The heightened activity of CK in the heart of highland torrent ducks might be important for facilitating energy supply. The greater CK activity in highland versus lowland torrent ducks is consistent with previous observations in Tibetan chickens, in which developmental hypoxia increased expression of mitochondrial CK in the heart (Li and Zhao, 2009). This response to hypoxia in ovo seemed to be unique to this highland strain of chicken, because lowland-strain chickens did not increase mitochondrial CK expression in the heart in response to the same developmental hypoxia exposure (Li and Zhao, 2009). Expression of mitochondrial CK is also elevated in the locomotory muscle of high-altitude deer mice compared to their low-altitude counterparts (Scott et al., 2015a,b). Increases in mitochondrial CK could augment the effectiveness of the CK shuttle – a mechanism that enhances the supply of ATP equivalents from mitochondria to myofibrils in cardiac and oxidative muscles (Ventura-Clapier et al., 1998). Measurements of creatine sensitivity of mitochondrial respiration have suggested that this shuttle is enhanced in the flight muscle of the high-altitude bar-headed goose (Scott et al., 2009a,b), and it is possible that the left ventricle of the highland torrent duck possesses similar mechanisms to improve the effectiveness of ATP supply and energy coupling.

Interestingly, only one enzyme, MDH, was similarly greater (26–35%) in the highland population across all three muscle types (Fig. 4). If this is caused by higher activities of both mitochondrial and cytosolic forms of MDH, it might suggest that the highland population has an increased reliance on the malate–aspartate shuttle for NADH transport across the mitochondrial membrane (Barron et al., 1998; Kane, 2014). It could also help regenerate NADH/NAD+ redox ratio in the cytosol (Rubi et al., 2004), which might be beneficial during anaerobic dives as a means of maintaining cytosolic redox balance without relying on lactate production (which can come at the cost of a metabolic acidosis, which can hinder muscle function) or even the consumption of lactate either produced locally within the cell or from other tissues. The pectoralis, in particular, could act as a lactate sink given the possible high oxygen content due to generally high Mb content in the torrent duck. Although differences in MDH activity in the skeletal muscles could be partially explained by differences in fiber-type composition (Schantz and Henriksson, 1987; Essén-Gustavsson and Henriksson, 1984), this mechanism cannot explain the observed differences in the cardiac muscle. Furthermore, the lack of any variation in respiratory capacity in the pectoralis suggests that this particular muscle may have a similar fiber-type composition between highland and lowland populations of torrent duck.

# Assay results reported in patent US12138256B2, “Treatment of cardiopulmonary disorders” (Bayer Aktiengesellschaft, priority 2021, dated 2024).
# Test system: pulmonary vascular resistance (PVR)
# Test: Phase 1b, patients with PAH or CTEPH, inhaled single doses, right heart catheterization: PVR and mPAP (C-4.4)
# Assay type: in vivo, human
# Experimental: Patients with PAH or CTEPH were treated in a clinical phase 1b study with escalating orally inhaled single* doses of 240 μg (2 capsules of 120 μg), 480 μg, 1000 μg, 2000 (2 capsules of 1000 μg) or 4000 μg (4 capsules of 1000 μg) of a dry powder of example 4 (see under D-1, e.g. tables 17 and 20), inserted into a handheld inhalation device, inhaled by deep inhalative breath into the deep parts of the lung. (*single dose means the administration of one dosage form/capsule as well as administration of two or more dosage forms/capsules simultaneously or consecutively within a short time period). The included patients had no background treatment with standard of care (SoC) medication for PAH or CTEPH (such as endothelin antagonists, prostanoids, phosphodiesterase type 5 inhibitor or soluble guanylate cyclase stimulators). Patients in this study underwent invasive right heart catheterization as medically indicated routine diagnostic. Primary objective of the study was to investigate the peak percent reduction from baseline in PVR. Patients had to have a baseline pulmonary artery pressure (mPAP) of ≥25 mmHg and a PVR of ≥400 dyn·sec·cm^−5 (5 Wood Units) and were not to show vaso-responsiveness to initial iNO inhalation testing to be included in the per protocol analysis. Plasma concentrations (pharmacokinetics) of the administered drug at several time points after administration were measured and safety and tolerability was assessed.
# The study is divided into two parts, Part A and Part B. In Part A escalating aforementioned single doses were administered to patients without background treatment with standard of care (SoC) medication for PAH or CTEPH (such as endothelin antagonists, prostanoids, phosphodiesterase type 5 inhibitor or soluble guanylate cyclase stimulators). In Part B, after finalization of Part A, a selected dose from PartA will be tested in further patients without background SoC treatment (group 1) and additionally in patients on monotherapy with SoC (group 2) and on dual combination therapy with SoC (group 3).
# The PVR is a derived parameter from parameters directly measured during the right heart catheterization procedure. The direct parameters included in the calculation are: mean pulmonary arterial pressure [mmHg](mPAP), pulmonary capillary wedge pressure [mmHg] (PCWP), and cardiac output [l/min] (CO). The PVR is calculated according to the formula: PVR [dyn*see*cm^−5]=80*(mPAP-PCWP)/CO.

High Mb content in torrent ducks

Mb content was generally quite high in torrent ducks, higher than many species of non-diving waterfowl but comparable to previous measurements in other species of diving birds (Pages and Planas, 1983). High Mb content is known to increase oxygen-storage capacity and may also promote intracellular oxygen transport (Wittenberg and Wittenberg, 2006; Koch and Britton, 2008; Mirceta et al., 2013). Diving animals rely heavily on Mb O2 stores, rather than capillaries, for mitochondrial O2 supply during dives, and dive duration is positively correlated with Mb concentration (Reed et al., 1994; Butler and Jones, 1997; Kooyman and Ponganis, 1998; Dolar et al., 1999; Helbo and Fago, 2012; Mirceta et al., 2013; Wright and Davis, 2015). Torrent ducks have nearly four times the Mb content reported for non-aquatic birds (Pages and Planas, 1983; Butler and Jones, 1997; Kooyman and Ponganis, 1998; Wright and Davis, 2015), suggesting that they may also have a strong dive capacity.